Sunday, May 07, 2006

st. thomas on which is worse: heresy or schism

On the contrary, That which results from an addition to something
else surpasses that thing either in good or in evil. Now heresy results
from something being added to schism, for it adds corrupt doctrine, as
Jerome declares in the passage quoted above (1, ad 3). Therefore schism
is a less grievous sin than unbelief.


I answer that, The gravity of a sin can be considered in two ways:
first, according to the species of that sin, secondly, according to its
circumstances. And since particular circumstances are infinite in
number, so too they can be varied in an infinite number of ways:
wherefore if one were to ask in general which of two sins is the
graver, the question must be understood to refer to the gravity derived
from the sin’s genus. Now the genus or species of a sin is taken from
its object, as shown above (I-II, 72, 1; I-II, 73, 3). Wherefore the
sin which is opposed to the greater good is, in respect of its genus,
more grievous, for instance a sin committed against God is graver than
a sin committed against one’s neighbor.


Now it is evident that unbelief is a sin committed against God
Himself, according as He is Himself the First Truth, on which faith is
founded; whereas schism is opposed to ecclesiastical unity, which is a
participated good, and a lesser good than God Himself. Wherefore it is
manifest that the sin of unbelief is generically more grievous than the
sin of schism, although it may happen that a particular schismatic sins
more grievously than a particular unbeliever, either because his
contempt is greater, or because his sin is a source of greater danger,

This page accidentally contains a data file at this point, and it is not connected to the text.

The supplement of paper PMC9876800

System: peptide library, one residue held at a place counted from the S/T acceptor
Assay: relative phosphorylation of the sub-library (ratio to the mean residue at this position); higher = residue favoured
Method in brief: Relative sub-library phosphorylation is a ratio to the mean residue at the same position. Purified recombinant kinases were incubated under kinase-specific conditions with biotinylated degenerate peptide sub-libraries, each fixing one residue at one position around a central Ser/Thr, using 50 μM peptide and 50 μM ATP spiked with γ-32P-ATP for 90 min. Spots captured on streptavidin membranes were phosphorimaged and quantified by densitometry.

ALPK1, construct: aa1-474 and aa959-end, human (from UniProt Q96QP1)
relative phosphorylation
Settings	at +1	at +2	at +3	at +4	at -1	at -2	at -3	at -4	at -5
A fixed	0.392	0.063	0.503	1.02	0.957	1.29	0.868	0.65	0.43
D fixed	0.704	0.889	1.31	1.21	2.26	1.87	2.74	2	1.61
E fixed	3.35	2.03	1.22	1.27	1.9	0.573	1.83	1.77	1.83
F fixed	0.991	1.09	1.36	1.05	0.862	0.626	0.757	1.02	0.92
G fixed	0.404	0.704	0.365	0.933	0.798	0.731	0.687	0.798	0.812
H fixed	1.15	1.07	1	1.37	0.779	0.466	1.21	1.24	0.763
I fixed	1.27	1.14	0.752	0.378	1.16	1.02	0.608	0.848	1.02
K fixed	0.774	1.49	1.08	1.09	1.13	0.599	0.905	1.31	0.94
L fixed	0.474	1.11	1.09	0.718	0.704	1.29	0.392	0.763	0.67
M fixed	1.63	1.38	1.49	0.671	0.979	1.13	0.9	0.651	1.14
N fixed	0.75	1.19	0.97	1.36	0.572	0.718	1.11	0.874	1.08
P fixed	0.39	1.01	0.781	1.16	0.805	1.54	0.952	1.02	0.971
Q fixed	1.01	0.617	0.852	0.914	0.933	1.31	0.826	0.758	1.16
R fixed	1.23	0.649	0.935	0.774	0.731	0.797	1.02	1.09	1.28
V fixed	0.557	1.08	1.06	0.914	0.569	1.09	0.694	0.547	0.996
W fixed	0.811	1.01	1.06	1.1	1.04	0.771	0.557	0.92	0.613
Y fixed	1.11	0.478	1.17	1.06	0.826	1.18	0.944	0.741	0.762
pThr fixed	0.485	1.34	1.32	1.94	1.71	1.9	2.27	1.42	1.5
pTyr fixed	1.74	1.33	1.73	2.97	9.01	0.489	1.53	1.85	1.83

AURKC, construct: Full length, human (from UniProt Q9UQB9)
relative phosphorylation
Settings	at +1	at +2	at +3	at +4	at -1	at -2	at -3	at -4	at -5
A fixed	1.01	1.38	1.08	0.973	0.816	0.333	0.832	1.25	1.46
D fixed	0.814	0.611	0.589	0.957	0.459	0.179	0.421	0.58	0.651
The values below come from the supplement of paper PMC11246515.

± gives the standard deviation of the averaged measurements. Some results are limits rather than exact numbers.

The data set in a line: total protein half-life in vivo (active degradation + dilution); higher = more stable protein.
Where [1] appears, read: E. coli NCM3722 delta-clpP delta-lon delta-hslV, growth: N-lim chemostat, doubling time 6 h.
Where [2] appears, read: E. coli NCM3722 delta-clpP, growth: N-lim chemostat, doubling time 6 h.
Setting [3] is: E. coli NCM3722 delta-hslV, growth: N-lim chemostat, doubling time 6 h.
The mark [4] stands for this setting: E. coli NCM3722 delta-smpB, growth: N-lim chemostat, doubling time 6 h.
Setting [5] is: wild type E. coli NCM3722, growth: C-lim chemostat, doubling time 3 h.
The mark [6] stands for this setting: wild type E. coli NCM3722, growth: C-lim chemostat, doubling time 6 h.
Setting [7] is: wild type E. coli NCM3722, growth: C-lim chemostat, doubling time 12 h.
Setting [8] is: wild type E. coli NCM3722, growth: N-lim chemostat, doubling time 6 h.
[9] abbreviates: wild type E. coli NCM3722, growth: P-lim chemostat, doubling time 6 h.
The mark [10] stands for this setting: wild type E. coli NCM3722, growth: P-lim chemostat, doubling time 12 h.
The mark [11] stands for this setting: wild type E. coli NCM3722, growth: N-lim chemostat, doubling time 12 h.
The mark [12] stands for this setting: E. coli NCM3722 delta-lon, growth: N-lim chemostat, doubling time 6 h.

or for some similar reason.

Read the whole thing here.  First at T19.

5 comments:

J-Tron said...

Your headline makes no sense. Schism is heresy. It's like saying "Which is worse, killing a guy or stabbing him to death?"

father wb said...

JT --

Take it up with St. Thomas. I'm just the messenger.

J-Tron said...

I have no quarell with St. Thomas (at least not on this point). He's arguing that schism is not worse than unbelief. That I have no doubt of. It is far better to become a Protestant than an atheist. This does not make schism something seperate from heresy, even if heresy results from unbelief being added to schism. The two are intrinsically linked. In schismatic situations, the unbelief exacerbates the sin. Your headline makes it sound like Thomas is advising schism as a way of avoiding heresy, if it be necessary. I don't think that's what he's saying at all.

Thanks for the link though. I didn't realize New Advent had the whole Summa available online. That's very useful.

father wb said...

JT --

Not following you.

Thomas says: "...the sin of unbelief is... more grievous than the sin of schism..."

Which I put under the heading "st. thomas on which is worse: heresy or schism."

What's wrong with that? Should I have said: "st. thomas on which is more grievous: unbelief or schism"?

J-Tron said...

What's wrong with that? Should I have said: "st. thomas on which is more grievous: unbelief or schism"?

Yes, that would be more appropriate.